Elderly people who care for a spouse who has dementia are at increased risk of developing dementia themselves, a study finds. The stress of attending to a mentally incapacitated spouse may somehow contribute to the added risk, scientists report in the May Journal of the American Geriatrics Society.
sciencenewsPrevious studies have shown that chronic stress leads to increased levels of the hormone cortisol in the body, which can suppress immunity, says study co-author Peter Rabins, a psychiatrist at Johns Hopkins School of Medicine in Baltimore who teamed with researchers at Utah State University in Logan to do this study. “It’s long been thought that this might have adverse outcomes psychologically and physiologically.”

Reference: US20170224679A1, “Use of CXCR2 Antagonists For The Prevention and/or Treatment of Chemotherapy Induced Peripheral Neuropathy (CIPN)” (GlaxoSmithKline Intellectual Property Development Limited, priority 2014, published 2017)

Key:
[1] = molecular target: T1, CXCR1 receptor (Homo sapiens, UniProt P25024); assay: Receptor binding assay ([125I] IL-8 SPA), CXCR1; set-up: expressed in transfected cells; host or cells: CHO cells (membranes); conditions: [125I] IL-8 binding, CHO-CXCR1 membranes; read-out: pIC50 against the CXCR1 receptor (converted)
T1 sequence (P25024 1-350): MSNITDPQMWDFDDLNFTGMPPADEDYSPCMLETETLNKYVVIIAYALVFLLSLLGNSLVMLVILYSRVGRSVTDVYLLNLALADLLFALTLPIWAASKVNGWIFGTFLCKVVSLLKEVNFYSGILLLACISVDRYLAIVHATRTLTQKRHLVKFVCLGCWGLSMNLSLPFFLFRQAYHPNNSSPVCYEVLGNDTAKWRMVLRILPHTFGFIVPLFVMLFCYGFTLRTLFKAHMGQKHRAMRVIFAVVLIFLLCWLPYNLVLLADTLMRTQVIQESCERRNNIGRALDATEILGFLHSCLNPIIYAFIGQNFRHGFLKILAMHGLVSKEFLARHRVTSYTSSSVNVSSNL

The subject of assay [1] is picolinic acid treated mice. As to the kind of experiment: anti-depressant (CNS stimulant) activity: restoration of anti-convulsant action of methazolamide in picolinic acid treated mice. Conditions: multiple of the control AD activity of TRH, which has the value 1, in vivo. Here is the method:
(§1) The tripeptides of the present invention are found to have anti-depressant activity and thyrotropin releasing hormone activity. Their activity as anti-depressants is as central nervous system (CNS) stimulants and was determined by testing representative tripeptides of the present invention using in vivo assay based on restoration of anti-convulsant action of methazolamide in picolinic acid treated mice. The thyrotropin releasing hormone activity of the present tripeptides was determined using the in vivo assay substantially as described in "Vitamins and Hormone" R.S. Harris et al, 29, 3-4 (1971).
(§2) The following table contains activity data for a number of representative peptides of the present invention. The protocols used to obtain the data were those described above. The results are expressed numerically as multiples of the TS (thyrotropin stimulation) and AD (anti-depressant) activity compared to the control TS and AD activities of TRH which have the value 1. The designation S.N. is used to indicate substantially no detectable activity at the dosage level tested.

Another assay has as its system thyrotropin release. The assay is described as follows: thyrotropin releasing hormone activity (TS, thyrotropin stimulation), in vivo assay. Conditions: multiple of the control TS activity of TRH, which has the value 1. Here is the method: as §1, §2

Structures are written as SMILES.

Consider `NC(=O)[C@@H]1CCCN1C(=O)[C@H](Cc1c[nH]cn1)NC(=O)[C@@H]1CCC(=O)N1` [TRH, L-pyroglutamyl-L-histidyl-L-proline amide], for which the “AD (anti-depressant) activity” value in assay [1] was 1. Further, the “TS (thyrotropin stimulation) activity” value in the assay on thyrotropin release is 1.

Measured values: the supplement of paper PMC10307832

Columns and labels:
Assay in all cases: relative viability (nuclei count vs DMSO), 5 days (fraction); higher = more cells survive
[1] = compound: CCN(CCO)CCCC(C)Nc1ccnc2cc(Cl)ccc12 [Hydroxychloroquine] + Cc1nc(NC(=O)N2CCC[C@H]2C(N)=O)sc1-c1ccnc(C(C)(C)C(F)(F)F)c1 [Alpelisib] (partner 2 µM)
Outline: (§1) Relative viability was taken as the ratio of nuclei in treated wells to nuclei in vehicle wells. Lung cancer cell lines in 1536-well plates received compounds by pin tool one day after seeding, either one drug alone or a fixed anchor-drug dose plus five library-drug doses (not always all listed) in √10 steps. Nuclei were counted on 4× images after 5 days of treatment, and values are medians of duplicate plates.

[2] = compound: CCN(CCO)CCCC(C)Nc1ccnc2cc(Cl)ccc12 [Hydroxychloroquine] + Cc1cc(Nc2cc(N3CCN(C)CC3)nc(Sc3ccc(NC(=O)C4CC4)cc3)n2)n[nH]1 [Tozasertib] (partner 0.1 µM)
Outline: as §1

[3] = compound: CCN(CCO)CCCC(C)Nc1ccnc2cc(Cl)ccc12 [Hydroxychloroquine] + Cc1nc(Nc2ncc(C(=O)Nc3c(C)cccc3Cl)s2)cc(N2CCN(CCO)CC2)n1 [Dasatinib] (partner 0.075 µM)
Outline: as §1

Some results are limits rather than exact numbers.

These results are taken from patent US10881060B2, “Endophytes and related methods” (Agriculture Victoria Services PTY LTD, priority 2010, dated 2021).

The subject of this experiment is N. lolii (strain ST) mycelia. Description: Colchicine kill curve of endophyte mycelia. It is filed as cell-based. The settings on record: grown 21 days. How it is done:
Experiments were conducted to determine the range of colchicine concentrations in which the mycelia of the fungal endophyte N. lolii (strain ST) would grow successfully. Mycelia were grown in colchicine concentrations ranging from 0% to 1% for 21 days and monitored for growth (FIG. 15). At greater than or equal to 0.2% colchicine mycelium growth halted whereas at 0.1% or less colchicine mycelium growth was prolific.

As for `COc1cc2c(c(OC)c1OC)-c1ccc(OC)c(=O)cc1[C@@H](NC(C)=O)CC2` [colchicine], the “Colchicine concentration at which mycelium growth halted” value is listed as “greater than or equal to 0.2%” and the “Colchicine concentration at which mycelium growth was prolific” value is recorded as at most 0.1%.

Taking care of a spouse with dementia takes a toll in other ways as well, Rabins says. “Caregivers often complain that they lose their friends,” he says, because they don’t have time to socialize. But the biological mechanisms that might link these challenges to heightened dementia risk remain unclear.
Wired Science: Dementia Caregivers More Likely to Also Get the Disease
Prior research on social life and aging:
Socializing Appears to Delay Memory Problems
Socializing Can Help Elderly Women Stay Sharp
The Effect of Social Engagement on Incident Dementia
To Increase Longevity, Friends Are More Important Than Family